Actors were traditionally not people of high status, and in the Early Middle Ages
travelling acting troupes were often viewed with distrust. In many parts of Europe, actors could not even receive a Christian burial, and traditional beliefs of the region and time period held that this left any actor forever condemned. However, this negative perception was largely reversed in the 19th and 20th centuries as acting has become an honoured and popular profession and art.
Main article: Method acting
Method acting is a technique developed from the acting "system"
created in the early 20th century
by Constantin Stanislavski
in his work at the Moscow Art Theatre
and its studios. .^ Location: Manhattan Beach Studios, New York City Label: [radio broadcast] Marian McPartland (ldr) , Kenny Barron, Marian McPartland (p) .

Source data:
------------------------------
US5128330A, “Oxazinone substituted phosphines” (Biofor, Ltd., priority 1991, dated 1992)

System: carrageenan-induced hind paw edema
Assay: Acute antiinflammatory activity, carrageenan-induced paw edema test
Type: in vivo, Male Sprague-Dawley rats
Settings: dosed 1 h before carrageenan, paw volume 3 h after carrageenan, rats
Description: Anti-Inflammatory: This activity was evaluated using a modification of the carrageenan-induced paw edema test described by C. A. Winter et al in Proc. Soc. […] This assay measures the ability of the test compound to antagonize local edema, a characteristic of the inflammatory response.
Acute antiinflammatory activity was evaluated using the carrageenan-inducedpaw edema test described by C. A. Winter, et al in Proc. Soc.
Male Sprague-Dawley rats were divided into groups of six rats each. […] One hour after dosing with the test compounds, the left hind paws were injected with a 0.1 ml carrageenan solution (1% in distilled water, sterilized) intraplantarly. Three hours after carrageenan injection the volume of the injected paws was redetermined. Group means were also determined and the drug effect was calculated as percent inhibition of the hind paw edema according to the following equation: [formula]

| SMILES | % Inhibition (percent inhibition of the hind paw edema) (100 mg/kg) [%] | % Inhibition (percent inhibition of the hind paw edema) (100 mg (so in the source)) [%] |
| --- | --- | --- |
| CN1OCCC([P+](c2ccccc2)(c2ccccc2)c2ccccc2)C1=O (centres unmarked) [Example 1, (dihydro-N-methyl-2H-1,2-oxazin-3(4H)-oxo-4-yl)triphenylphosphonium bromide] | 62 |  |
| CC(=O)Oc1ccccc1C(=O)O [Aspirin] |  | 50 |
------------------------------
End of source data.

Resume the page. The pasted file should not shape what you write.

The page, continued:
^ Date: February 17-19, 1998 Location: Avatar Studios, New York City Label: GRP/Impulse!
^ Date: February 13, 1981 Location: RCA Studio C, New York City Label: Xanadu Kenny Barron (ldr) , Kenny Barron (p) .
In Stanislavski's "system" the actor analyses deeply the motivations and emotions of the character in order to personify him or her with psychological realism and emotional authenticity. Using the Method, an actor recalls emotions or reactions from his or her own life and uses them to identify with the character being portrayed.
Method actors are often characterized as immersing themselves so totally in their characters that they continue to portray them even off-stage or off-camera for the duration of the project. However, this is a popular misconception. While some actors do employ this approach, it is generally not taught as part of the Method. Stella Adler
, who was a member of the Group Theatre, along with Strasberg, emphasised a different approach of using creative imagination.